Learn the grocery stores nearest your home and take a day to compare prices of typical items you purchase. For example, I know that I can get the best deal on quality ground beef, hormone-free chicken, and nitrate-free turkey breast at Costco. In addition, I have compared a few other grocery stores near me and found that my local Woodman's has the best prices on produce, almond milk, coconut flour, and frozen vegetables. In addition, you can look at the ads from your local grocery stores and make a list of the best deals going on that week. The more aware you become while you shop for groceries, the more familiar you will become with pricing. If you are haveing trouble remembering prices at certain stores, take a quick picture on your cell phone or keep a notes sheet open on your phone and write it down when you learn of a better deal so you have an easy cheat sheet to reference. 


If you and/or your family eat meat on a regular basis, it is a good idea to leave a meal or two open on your plan for a recipe that can use meats on sale. Depending on where you live, chicken and ground beef may tend to go on sale more often than seafood so adjust your meal plan according to the meats on sale if you need to. Keep in mind, you can always freeze meat! I suggest stocking up when meat is on sale and using it later in the month. When it comes to seafood, frozen is often cheaper and when cooked right just as delicious and nutritious.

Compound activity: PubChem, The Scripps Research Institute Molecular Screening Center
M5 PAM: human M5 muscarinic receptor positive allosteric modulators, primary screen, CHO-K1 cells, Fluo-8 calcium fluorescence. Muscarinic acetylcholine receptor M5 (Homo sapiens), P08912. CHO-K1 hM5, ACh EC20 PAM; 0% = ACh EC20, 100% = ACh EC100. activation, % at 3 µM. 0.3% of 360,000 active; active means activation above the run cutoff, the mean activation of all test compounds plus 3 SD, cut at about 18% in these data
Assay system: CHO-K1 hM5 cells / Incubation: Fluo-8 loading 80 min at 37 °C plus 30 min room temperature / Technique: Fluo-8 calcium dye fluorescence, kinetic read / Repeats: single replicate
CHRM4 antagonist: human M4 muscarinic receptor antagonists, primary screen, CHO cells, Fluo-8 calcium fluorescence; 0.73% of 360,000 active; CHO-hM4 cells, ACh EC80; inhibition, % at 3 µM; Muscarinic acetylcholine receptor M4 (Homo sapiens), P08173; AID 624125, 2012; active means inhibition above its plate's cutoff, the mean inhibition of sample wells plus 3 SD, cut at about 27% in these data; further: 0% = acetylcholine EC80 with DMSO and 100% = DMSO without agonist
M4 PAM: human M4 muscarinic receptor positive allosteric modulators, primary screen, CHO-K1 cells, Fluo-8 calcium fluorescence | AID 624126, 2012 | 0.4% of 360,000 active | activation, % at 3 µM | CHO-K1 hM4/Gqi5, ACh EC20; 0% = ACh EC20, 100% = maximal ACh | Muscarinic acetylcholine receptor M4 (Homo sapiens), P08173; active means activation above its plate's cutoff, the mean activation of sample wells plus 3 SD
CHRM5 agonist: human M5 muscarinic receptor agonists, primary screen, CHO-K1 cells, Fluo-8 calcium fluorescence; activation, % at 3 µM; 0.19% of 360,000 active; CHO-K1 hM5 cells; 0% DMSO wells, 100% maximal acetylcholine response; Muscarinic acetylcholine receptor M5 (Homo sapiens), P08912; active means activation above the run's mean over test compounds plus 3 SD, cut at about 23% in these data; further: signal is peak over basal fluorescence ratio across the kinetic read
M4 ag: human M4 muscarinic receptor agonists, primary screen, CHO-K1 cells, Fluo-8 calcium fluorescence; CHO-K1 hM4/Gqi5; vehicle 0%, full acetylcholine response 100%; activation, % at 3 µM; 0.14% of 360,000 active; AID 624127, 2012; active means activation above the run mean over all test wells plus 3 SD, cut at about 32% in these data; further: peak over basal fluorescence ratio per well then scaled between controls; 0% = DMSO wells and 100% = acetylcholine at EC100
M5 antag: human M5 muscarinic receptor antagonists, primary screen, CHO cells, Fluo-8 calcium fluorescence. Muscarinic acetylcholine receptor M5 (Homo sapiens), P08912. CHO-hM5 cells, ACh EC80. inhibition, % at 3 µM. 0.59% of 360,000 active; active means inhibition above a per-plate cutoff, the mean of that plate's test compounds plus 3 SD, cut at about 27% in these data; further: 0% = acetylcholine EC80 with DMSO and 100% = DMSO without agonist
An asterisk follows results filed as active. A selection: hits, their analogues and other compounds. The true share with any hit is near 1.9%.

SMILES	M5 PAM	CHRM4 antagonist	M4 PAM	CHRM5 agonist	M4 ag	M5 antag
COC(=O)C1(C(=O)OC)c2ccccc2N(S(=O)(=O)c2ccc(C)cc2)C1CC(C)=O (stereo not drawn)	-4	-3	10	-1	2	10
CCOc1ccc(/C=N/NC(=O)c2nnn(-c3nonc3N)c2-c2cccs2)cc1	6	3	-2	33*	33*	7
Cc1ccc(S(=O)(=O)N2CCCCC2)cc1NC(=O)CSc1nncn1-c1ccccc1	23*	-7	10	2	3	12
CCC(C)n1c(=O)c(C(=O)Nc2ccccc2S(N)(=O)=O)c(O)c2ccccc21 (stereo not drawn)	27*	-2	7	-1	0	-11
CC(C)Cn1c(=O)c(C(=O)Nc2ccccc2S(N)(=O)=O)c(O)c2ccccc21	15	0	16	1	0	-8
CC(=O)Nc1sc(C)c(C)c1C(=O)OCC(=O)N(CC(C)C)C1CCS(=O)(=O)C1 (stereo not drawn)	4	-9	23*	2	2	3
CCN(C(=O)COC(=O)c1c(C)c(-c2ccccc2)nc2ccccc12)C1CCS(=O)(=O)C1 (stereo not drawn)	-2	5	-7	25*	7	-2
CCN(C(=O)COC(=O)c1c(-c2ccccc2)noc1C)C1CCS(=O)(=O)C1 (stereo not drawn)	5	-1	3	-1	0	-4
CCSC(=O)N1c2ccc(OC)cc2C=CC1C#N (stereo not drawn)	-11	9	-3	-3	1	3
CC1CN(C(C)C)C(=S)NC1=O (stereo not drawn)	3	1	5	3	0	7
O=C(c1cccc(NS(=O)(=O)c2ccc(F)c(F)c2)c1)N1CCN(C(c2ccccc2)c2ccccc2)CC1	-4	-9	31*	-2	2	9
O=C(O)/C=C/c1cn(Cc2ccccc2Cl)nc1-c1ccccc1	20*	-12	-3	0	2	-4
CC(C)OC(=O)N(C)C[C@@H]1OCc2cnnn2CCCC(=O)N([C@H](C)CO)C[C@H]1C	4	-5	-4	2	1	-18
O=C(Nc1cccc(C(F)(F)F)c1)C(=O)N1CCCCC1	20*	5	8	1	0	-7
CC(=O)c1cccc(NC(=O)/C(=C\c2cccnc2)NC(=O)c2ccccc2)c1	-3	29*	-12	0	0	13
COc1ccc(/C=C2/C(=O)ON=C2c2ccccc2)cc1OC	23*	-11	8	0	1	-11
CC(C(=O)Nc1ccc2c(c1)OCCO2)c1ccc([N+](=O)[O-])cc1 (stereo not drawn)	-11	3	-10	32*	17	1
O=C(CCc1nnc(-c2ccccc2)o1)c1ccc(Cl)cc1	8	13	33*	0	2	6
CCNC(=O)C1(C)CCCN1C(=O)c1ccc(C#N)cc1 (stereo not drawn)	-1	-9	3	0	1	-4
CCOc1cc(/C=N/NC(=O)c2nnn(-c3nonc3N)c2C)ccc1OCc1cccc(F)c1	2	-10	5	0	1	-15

Even if you only have to grocery shop for yourself, it can pay to shop in bulk for certain items. Pantry stables like rice, oats, flours, canned beans, canned tomatoes, coconut milk, coconut oil, nuts, and popcorn are all available in bulk at stores like Costco or Sam's Club. As long as the self-life is 6 months to one year, purchasing in bulk saves money! Checking the unit price of items comes in handy when buying in bulk. A unit price is the price for one unit of the item you are buying. For instance, when I am purchasing canned tomatoes, I look at the unit price to tell me how much I am paying per ounce. The unit price will be listed to specify the cost per ounce or pound, so simply multiply that number by how many ounces or pounds you wish to buy to find the best price.

Other items to buy in bulk include frozen fruits and vegetables, along with frozen meats (fish and chicken especially) and paper goods (paper towels, napkins, toilet paper, etc.).